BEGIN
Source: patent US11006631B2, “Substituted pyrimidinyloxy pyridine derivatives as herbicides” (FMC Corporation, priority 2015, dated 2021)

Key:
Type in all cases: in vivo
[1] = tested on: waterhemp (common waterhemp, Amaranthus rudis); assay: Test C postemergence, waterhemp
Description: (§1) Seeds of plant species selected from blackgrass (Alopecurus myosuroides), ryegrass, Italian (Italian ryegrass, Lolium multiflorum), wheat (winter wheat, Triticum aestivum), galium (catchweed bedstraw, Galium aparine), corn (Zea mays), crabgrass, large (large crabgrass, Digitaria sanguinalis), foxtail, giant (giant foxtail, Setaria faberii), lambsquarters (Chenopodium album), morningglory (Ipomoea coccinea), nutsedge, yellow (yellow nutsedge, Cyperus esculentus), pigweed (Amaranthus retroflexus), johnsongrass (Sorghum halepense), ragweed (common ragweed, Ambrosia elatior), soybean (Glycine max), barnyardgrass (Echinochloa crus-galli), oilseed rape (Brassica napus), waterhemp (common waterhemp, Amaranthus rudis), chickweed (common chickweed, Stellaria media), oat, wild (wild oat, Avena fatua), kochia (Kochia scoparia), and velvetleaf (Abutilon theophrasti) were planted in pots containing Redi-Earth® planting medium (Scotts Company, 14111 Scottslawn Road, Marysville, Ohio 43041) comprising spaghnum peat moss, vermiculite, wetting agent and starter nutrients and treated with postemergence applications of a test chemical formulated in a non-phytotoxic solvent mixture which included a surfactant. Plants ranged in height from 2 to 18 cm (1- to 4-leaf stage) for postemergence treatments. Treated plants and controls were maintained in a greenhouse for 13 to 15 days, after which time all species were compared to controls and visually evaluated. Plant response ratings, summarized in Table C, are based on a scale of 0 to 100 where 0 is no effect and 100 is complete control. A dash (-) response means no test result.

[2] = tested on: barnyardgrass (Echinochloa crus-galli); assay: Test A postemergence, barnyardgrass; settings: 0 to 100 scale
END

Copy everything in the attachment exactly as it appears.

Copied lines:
Source: patent US11006631B2, “Substituted pyrimidinyloxy pyridine derivatives as herbicides” (FMC Corporation, priority 2015, dated 2021)

Key:
Type in all cases: in vivo
[1] = tested on: waterhemp (common waterhemp, Amaranthus rudis); assay: Test C postemergence, waterhemp
Description: (§1) Seeds of plant species selected from blackgrass (Alopecurus myosuroides), ryegrass, Italian (Italian ryegrass, Lolium multiflorum), wheat (winter wheat, Triticum aestivum), galium (catchweed bedstraw, Galium aparine), corn (Zea mays), crabgrass, large (large crabgrass, Digitaria sanguinalis), foxtail, giant (giant foxtail, Setaria faberii), lambsquarters (Chenopodium album), morningglory (Ipomoea coccinea), nutsedge, yellow (yellow nutsedge, Cyperus esculentus), pigweed (Amaranthus retroflexus), johnsongrass (Sorghum halepense), ragweed (common ragweed, Ambrosia elatior), soybean (Glycine max), barnyardgrass (Echinochloa crus-galli), oilseed rape (Brassica napus), waterhemp (common waterhemp, Amaranthus rudis), chickweed (common chickweed, Stellaria media), oat, wild (wild oat, Avena fatua), kochia (Kochia scoparia), and velvetleaf (Abutilon theophrasti) were planted in pots containing Redi-Earth® planting medium (Scotts Company, 14111 Scottslawn Road, Marysville, Ohio 43041) comprising spaghnum peat moss, vermiculite, wetting agent and starter nutrients and treated with postemergence applications of a test chemical formulated in a non-phytotoxic solvent mixture which included a surfactant. Plants ranged in height from 2 to 18 cm (1- to 4-leaf stage) for postemergence treatments. Treated plants and controls were maintained in a greenhouse for 13 to 15 days, after which time all species were compared to controls and visually evaluated. Plant response ratings, summarized in Table C, are based on a scale of 0 to 100 where 0 is no effect and 100 is complete control. A dash (-) response means no test result.

[2] = tested on: barnyardgrass (Echinochloa crus-galli); assay: Test A postemergence, barnyardgrass; settings: 0 to 100 scale